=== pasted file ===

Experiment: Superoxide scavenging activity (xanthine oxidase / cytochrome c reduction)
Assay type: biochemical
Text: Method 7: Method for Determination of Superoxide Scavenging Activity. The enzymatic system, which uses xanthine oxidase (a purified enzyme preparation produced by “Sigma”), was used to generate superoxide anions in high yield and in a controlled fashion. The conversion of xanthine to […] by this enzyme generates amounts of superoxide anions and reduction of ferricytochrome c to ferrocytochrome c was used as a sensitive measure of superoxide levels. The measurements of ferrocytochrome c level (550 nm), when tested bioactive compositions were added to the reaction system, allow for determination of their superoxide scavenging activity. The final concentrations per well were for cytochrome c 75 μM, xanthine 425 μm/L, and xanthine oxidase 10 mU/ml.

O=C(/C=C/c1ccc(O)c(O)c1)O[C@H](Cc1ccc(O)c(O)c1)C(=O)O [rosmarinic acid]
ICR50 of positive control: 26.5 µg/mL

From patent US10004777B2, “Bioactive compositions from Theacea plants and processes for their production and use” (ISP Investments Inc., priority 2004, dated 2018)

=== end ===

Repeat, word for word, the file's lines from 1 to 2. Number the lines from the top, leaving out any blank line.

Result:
Experiment: Superoxide scavenging activity (xanthine oxidase / cytochrome c reduction)
Assay type: biochemical